* Every hero needs a villain and BlackRock’s Larry Fink is a sublime casting choice. Here you have one of history’s greatest stock-picking activist investors battling against a firm that’s accumulated trillions in AUM based on the idea that stock-picking is not worthwhile and owning shares passively in a company is the way to go, regardless of CEO pay abuses and other issues Icahn feels are worth fighting against. I really hope they don’t kill off Fink’s character too early in the series, there’s probably a lot of great stuff they can do with his backstory.

*The political subplot is also interesting. Carl Icahn is one of the most formidable protagonists in recent history. It would be an interesting juxtaposition to see him bring his Bronx-born sensibilities to the Beltway as Donald Trump’s Treasury Secretary. Icahn’s got some really good ideas about repatriation of corporate cash and evening out today’s booming economic inequality. There’s a perfectly dramatic conflict already built in to the plot as some of the things Icahn rails against in season one – stock buybacks, for example – were part of parcel of his strategy as an activist shareholder. His heart says that buybacks are a trick to allow CEO compensation to skyrocket at the expense of productivity but this certainly hasn’t hurt his fund’s performance in recent years.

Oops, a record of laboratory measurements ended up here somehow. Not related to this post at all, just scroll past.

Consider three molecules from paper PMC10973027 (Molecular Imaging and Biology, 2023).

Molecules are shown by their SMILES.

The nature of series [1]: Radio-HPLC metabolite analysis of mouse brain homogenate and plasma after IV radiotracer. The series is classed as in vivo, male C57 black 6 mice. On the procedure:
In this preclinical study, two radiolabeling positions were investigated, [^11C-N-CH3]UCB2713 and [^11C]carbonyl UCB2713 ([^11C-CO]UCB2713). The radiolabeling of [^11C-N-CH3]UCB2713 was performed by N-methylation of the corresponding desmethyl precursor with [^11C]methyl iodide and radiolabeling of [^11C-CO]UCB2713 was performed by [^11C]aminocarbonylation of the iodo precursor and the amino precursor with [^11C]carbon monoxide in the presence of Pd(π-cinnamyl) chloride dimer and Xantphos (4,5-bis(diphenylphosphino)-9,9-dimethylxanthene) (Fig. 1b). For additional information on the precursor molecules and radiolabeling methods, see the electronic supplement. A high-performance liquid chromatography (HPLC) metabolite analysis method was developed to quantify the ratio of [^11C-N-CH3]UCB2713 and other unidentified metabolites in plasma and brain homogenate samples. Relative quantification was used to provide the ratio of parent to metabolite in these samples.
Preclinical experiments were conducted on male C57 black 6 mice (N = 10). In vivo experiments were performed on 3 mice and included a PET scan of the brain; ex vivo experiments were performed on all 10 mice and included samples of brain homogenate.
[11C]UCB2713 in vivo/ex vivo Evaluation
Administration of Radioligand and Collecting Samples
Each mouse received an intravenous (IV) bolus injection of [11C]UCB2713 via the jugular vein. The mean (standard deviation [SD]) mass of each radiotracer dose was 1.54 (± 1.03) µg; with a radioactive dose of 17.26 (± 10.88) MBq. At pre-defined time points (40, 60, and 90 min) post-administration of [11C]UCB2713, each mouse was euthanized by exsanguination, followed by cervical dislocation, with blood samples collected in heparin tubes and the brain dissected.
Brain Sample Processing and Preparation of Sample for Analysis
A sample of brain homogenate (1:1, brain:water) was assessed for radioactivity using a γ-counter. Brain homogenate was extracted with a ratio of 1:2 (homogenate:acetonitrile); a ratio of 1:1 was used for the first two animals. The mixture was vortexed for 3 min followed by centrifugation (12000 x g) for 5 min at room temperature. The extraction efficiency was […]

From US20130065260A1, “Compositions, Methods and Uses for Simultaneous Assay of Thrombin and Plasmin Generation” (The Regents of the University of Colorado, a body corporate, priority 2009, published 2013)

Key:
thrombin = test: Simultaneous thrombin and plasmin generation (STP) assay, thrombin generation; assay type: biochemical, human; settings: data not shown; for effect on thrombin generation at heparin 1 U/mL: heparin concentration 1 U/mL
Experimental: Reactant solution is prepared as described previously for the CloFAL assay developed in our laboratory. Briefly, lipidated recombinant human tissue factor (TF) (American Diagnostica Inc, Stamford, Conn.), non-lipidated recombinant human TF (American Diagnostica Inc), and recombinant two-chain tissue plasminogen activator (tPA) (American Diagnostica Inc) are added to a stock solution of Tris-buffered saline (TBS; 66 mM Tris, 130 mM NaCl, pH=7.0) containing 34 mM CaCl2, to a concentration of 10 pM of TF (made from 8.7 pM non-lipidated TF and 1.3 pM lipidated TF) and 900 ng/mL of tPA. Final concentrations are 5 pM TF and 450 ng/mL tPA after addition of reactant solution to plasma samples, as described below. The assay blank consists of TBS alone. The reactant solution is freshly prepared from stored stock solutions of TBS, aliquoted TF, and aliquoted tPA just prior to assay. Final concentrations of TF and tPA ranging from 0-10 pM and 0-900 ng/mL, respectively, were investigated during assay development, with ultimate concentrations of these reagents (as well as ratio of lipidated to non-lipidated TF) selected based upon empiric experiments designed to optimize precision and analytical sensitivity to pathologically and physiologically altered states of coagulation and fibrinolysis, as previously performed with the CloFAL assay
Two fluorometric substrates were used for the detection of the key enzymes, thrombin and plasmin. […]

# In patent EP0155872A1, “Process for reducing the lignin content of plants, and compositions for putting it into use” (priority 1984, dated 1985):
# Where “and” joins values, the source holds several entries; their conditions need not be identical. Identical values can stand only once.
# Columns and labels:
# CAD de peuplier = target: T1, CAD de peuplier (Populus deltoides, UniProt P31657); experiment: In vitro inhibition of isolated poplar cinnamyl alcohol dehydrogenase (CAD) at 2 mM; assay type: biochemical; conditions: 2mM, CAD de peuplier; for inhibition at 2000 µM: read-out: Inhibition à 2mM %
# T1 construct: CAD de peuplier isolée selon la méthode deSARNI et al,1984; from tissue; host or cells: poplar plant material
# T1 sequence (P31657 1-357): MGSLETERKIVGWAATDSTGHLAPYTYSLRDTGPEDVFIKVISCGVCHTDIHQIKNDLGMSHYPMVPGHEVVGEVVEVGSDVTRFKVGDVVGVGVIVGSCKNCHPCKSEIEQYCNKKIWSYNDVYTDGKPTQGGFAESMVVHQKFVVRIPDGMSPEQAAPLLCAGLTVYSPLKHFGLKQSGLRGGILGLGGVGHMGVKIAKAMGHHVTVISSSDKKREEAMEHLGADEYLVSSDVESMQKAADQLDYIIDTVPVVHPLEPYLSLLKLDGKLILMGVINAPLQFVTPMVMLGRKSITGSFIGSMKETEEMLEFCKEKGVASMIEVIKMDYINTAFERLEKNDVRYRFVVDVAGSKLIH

Overall, I think the show has serious staying power. I’m all-in for season 2, highly recommend.


This content, which contains security-related opinions and/or information, is provided for informational purposes only and should not be relied upon in any manner as professional advice, or an endorsement of any practices, products or services. There can be no guarantees or assurances that the views expressed here will be applicable for any particular facts or circumstances, and should not be relied upon in any manner. You should consult your own advisers as to legal, business, tax, and other related matters concerning any investment.

The commentary in this “post” (including any related blog, podcasts, videos, and social media) reflects the personal opinions, viewpoints, and analyses of the Ritholtz Wealth Management employees providing such comments, and should not be regarded the views of Ritholtz Wealth Management LLC. or its respective affiliates or as a description of advisory services provided by Ritholtz Wealth Management or performance returns of any Ritholtz Wealth Management Investments client.